The old floral hall was taken down and reconstructed and enlarged, making it one hundred and six feet in length. The first Fair upon the new grounds was held in the fall of 1865, and was a decided success. After paying all the expenses connected with the removal of floral hall and the erection of new pens, the balance in the treasury of the Society amounted to $550. The Society was reorganized May 10, 1870.

    The county society has been supplemented by various town organizations, among them the Afton Agricultural Society, organized February 2, 1857; the Agricultural Association of Oxford and other Towns, organized September 15, 1860; the Bainbridge Agricultural Society, organized January 3, 1857; the Coventry Agricultural Society, organized March 23, 1857; the Otselic, Pitcher, Pharsalia and Lincklaen Agricultural Society, organized June 27, 1857; which, together with the county society, are auxiliary to the State society.

    The State Society was organized in February, 1832, and reorganized in 1841, in which year measures were adopted for raising funds and holding an annual fair, which had not hitherto been held regularly. For several years it received no support from the State; but May 5, 1841, the Legislature appropriated $8,000 for the encouragement of agriculture, of which sum $700 was to go to the State society, and the remainder to the county societies, to be divided in the ratio of representation then existing. Since then annual State fairs have been regularly held, and a large and exceedingly valuable volume of the transactions of the society annually published. These have been extensively published and widely circulated throughout the State, and containing as they do valuable papers on agricultural subjects, have exerted a salutary influence on the farming community.

    The great utility of these societies when properly managed cannot be questioned. They stimulate to healthy activity, create a worthy ambition, promote a generous rivalry in the effort to attain the highest degree of excellence in the culture of the varied productions of the farm, garden and orchard, and in the care and breeding of stock, and afford abundant opportunities for the study and comparison not only of these, but of the many improved machines and implements designed to expedite and relieve the drudgery of farm labor. They also bring into more intimate social relations the rural population; and not only afford a comparison of the productions of the farm and household and the implements used in their production, but also facilitate a comparison of methods, in which respect they are in the highest and best sense educational. They are susceptible and subject to many abuses, but these may be eradicated by time and the elimination of selfish interests.

1 - George Mowry filled the office of secretary with much ability and credit to himself and to the satisfaction and honor of the society, till October 9, 1821. The neat and varied chirography which the records exhibit during that period are a pleasing episode in the history of the society. He was succeeded by Dr. D. McWhorter.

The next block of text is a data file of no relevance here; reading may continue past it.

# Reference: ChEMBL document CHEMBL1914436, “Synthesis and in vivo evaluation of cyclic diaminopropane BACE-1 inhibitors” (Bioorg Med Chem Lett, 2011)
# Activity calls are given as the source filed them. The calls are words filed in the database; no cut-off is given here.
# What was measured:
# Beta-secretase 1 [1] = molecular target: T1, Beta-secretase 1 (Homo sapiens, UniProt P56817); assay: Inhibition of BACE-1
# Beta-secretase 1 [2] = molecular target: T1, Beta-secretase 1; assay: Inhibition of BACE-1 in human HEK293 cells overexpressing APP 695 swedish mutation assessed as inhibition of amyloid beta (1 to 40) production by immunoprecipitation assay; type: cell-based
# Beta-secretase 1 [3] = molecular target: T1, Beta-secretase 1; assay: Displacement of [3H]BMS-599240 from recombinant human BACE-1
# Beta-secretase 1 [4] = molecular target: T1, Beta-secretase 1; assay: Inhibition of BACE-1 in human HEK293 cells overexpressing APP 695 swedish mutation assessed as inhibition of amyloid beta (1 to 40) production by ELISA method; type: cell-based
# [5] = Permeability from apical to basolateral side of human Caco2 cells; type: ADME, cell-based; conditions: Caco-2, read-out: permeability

2 - The charge for consultations was left discretionary with the physician; so also was the traveling fee in obstetric cases.
3 - The records imply that the Society adopted an earlier code of by-laws.
4 - Dr. Mitchell was succeeded in this office October 10, 1826 by Dr. P. Hard. He was re-elected October 13, 1829, and served till October 21, 1836.
5 - Died Sept. 4, 1868
6 - Licensed by this Society.
7 - Died March 15, 1874, of gastric inflammation.
8 - Died in June, 1860.
9 - Was made an honorary member of the society by reason of age and exempted from taxation, Jan. 14, 1845.
10 - Died January__1856.
11 - Withdrew application, May 13, 1838.
12 - Licensed by this Society, Oct. 1, 1824.
13 - Died Feb. 7, 1868.
14 - Licensed by this Society in May, 1824.
15 - Licensed by this Society in March, 1824.
16 - Died in Utica in 1832.
17 - Died April 6, 1872, aged 76.
18 - Statement of Dr. Caspar Bruchhausen, of Norwich.
19 - This asylum was the first, and in 1876, the only homeopathic asylum for the treatment of the insane in this country. It is located at Middletown, N. Y., and was incorporated April 28, 1870. The act provided that it should be placed under the management of a Board of Trustees, nominated by the Governor and appointed by and with the consent of the Senate, who should be "adherents of homeopathy," thereby securing the treatment of insane patients according to the theory and practice of the homeopathic school of medicine.---The Progress and Status of Homeopathy in the State of New York, by L. M. Pratt, M. D., in the Transactions of the Homeopathic Medical Society of the State of New York, 1876-'7.
20 - In 1876, there were in the State of New York, two homeopathic hospitals, including the New York Homeopathic Charity Hospital, instituted September 10, 1875, the first institution of its kind in the world; sixteen dispensaries; one insane hospital; one lying-in asylum; three medical journals; and five medical schools and colleges.---Ibid.
21 - Removed to Oneida County in 1876.
22 - Removed to Detroit, Mich.
23 - Removed to Passaic, N. J. in the spring of 1876.
24 - Removed to Delhi, whence he came, about 1876.
25 - Removed to Moravia, in 1874, where he is now practicing.
26 - Removed to Madison County.
Transcribed by Mary G. Hafler, October 2004